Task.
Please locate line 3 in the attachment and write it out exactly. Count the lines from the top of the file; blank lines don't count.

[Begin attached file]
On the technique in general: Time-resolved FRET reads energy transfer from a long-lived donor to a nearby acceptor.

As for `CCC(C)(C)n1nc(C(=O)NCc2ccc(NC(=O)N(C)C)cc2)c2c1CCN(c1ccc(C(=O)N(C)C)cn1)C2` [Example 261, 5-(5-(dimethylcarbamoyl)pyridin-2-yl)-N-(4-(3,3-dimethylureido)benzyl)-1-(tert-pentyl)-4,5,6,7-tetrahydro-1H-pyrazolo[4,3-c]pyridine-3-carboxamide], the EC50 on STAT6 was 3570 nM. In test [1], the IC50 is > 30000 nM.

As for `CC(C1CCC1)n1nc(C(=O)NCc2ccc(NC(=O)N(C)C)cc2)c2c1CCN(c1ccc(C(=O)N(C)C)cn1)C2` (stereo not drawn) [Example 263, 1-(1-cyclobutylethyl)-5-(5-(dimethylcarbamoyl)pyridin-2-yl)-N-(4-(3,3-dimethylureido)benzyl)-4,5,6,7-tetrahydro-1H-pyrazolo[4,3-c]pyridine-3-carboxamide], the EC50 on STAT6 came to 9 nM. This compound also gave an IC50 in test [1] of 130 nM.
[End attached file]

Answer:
As for `CC(C1CCC1)n1nc(C(=O)NCc2ccc(NC(=O)N(C)C)cc2)c2c1CCN(c1ccc(C(=O)N(C)C)cn1)C2` (stereo not drawn) [Example 263, 1-(1-cyclobutylethyl)-5-(5-(dimethylcarbamoyl)pyridin-2-yl)-N-(4-(3,3-dimethylureido)benzyl)-4,5,6,7-tetrahydro-1H-pyrazolo[4,3-c]pyridine-3-carboxamide], the EC50 on STAT6 came to 9 nM. This compound also gave an IC50 in test [1] of 130 nM.